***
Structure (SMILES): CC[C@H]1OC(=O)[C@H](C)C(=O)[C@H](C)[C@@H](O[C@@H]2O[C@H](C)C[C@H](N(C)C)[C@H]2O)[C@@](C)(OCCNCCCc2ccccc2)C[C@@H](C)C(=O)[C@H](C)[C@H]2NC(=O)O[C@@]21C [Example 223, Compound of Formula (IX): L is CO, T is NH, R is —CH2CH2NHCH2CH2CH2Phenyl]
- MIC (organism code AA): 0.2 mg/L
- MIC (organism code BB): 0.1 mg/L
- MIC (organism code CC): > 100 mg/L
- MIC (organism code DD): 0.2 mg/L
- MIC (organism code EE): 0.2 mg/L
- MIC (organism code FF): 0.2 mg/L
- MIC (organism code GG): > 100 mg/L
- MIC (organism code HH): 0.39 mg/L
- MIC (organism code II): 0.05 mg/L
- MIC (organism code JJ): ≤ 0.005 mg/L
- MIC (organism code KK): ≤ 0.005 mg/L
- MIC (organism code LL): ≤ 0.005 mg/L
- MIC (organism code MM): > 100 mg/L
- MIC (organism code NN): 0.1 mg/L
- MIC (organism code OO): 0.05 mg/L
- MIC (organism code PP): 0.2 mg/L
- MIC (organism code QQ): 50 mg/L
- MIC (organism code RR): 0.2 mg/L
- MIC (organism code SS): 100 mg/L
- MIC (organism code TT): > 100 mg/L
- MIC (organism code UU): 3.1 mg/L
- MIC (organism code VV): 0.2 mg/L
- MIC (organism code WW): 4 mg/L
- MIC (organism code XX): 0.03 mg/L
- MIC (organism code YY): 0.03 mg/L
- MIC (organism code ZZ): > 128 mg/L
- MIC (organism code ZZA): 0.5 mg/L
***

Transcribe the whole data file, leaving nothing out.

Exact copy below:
Structure (SMILES): CC[C@H]1OC(=O)[C@H](C)C(=O)[C@H](C)[C@@H](O[C@@H]2O[C@H](C)C[C@H](N(C)C)[C@H]2O)[C@@](C)(OCCNCCCc2ccccc2)C[C@@H](C)C(=O)[C@H](C)[C@H]2NC(=O)O[C@@]21C [Example 223, Compound of Formula (IX): L is CO, T is NH, R is —CH2CH2NHCH2CH2CH2Phenyl]
- MIC (organism code AA): 0.2 mg/L
- MIC (organism code BB): 0.1 mg/L
- MIC (organism code CC): > 100 mg/L
- MIC (organism code DD): 0.2 mg/L
- MIC (organism code EE): 0.2 mg/L
- MIC (organism code FF): 0.2 mg/L
- MIC (organism code GG): > 100 mg/L
- MIC (organism code HH): 0.39 mg/L
- MIC (organism code II): 0.05 mg/L
- MIC (organism code JJ): ≤ 0.005 mg/L
- MIC (organism code KK): ≤ 0.005 mg/L
- MIC (organism code LL): ≤ 0.005 mg/L
- MIC (organism code MM): > 100 mg/L
- MIC (organism code NN): 0.1 mg/L
- MIC (organism code OO): 0.05 mg/L
- MIC (organism code PP): 0.2 mg/L
- MIC (organism code QQ): 50 mg/L
- MIC (organism code RR): 0.2 mg/L
- MIC (organism code SS): 100 mg/L
- MIC (organism code TT): > 100 mg/L
- MIC (organism code UU): 3.1 mg/L
- MIC (organism code VV): 0.2 mg/L
- MIC (organism code WW): 4 mg/L
- MIC (organism code XX): 0.03 mg/L
- MIC (organism code YY): 0.03 mg/L
- MIC (organism code ZZ): > 128 mg/L
- MIC (organism code ZZA): 0.5 mg/L